16.3 The Complex Exponential and Winding Number
Recall the definition of the complex exponential. For z = x + iy,
This is an analytic function because the Cauchy Riemann equations hold and also the partial derivatives of
the real and imaginary parts are continuous. Thus it has all derivatives. Recall that the derivative of
In this case this gives
and so the usual rules
of differentiation hold. Indeed, this was how this function was considered in the first place.
Now consider the winding number. It was discussed earlier but here is the formal definition
Definition 16.3.1 Let γ :
→ ℂ and suppose z
γ∗. The winding number, n
The main interest is in the case where γ is closed curve. However, the same notation will be used for
any such curve.
Theorem 16.3.2 Let γ :
→ ℂ be continuous and have bounded variation with γ
suppose that z
is continuous and integer valued. Furthermore, there exists a sequence, ηk
→ ℂ such
that ηk is C1
for all k large enough. Also n
is constant on every connected component of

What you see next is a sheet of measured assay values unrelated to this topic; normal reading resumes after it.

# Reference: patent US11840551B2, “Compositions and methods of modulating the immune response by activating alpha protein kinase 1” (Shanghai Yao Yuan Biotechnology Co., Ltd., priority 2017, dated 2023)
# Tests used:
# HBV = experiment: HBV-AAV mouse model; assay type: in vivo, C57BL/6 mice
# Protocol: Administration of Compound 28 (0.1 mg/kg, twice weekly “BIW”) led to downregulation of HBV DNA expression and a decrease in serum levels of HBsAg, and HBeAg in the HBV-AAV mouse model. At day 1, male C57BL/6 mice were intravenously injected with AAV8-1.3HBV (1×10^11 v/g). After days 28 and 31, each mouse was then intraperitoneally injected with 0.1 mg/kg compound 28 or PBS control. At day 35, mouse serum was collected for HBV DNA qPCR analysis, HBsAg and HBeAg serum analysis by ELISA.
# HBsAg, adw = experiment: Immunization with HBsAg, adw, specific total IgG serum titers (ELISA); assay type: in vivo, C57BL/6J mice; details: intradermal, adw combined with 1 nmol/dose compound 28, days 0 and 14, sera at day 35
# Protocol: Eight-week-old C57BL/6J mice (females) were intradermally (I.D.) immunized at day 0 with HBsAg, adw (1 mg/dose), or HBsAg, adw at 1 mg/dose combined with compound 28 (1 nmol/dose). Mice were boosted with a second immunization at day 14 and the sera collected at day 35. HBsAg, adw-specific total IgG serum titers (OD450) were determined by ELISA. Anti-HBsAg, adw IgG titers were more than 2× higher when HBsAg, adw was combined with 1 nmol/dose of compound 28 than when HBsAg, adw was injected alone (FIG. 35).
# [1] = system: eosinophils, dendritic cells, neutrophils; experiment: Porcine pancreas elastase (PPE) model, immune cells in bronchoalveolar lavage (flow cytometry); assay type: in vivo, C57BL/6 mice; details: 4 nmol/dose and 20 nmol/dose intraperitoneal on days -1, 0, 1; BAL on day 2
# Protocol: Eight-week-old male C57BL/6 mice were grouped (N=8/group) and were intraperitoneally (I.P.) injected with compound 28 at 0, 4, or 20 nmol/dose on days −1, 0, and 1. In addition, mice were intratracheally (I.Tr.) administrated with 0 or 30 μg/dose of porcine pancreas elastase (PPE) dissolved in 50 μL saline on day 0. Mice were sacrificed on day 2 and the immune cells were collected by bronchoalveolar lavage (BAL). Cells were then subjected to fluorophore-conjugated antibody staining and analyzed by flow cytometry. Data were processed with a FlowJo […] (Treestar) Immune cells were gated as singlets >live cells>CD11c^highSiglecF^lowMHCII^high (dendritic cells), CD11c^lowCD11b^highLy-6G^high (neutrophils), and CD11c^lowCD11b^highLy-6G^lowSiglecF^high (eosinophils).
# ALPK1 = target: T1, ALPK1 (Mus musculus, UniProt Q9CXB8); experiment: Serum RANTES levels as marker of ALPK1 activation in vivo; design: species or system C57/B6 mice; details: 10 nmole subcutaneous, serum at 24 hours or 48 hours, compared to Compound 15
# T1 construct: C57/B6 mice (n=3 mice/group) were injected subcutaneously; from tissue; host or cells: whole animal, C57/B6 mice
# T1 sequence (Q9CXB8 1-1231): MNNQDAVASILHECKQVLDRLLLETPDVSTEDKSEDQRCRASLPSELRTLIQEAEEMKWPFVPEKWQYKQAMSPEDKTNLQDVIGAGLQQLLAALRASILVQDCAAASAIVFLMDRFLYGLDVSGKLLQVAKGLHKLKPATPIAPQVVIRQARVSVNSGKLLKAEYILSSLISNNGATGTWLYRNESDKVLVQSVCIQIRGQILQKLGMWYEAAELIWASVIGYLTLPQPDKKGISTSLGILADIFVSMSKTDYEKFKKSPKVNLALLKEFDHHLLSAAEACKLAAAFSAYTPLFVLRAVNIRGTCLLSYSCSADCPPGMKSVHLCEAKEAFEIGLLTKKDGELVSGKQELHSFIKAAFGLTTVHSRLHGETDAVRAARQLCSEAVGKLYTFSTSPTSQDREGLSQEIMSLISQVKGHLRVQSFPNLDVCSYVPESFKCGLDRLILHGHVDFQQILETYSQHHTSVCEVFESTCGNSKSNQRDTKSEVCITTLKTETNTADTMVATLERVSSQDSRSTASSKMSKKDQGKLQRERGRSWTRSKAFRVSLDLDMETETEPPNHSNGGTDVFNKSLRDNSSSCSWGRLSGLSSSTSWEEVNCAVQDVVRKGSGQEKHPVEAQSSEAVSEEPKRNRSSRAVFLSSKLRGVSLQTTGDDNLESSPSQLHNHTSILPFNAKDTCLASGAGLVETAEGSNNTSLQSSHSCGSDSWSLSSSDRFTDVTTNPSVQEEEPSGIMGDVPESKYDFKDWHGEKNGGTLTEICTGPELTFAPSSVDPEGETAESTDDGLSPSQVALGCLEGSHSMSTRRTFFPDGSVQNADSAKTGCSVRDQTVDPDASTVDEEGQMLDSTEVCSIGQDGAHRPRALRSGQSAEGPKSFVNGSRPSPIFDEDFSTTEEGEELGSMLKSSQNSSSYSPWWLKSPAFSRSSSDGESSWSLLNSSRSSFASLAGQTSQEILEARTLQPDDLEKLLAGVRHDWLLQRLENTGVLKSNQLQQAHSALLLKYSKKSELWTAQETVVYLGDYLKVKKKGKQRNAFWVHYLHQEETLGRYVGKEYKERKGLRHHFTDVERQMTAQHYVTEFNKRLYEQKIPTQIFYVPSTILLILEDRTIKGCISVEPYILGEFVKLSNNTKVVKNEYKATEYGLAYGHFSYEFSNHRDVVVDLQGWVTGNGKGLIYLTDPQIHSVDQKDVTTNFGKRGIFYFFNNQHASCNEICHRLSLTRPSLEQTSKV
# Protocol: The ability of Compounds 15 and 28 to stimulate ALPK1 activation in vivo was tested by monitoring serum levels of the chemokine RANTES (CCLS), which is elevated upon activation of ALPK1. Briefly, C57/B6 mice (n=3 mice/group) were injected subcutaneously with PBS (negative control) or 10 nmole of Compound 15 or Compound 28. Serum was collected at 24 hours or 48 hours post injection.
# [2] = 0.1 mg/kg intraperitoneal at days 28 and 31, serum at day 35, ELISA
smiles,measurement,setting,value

ℂ∖γ∗ and equals zero on the unbounded component of ℂ∖γ∗.
Proof: First consider the assertion about continuity.
is close enough to z.
This proves the continuity assertion. Note this did not depend on γ
Next it is shown that for a closed curve the winding number equals an integer. To do so, use Theorem
4.2.3 to obtain ηk, a function in C1
large enough, ηk
= a,b, ηk
converges uniformly to γ
It is shown that each of
is an integer. To simplify the notation, write
It follows that e−g
equals a constant. In particular, using the fact that
and so e−g
= 1. This happens if and only if −g
for some integer m.
is a sequence of integers converging to
also be an integer and
is continuous and integer valued, it follows from Corollary
on Page 201
that it must
be constant on every connected component of ℂ∖γ∗.
It is clear that n
equals zero on the unbounded
component because from the formula,
where c ≥ max
Corollary 16.3.3 Suppose γ :
→ ℂ is a continuous bounded variation curve and n
an integer where z
γ∗. Then γ
. Also z → n
γ∗ is continuous.
Proof: Letting η be a C1 curve for which η
and which is close enough to
the argument is similar to the above. Let
for some integer, m. Therefore, from 16.9
Thus c = η
and letting t
which shows η
This proves the corollary since the assertion about continuity was already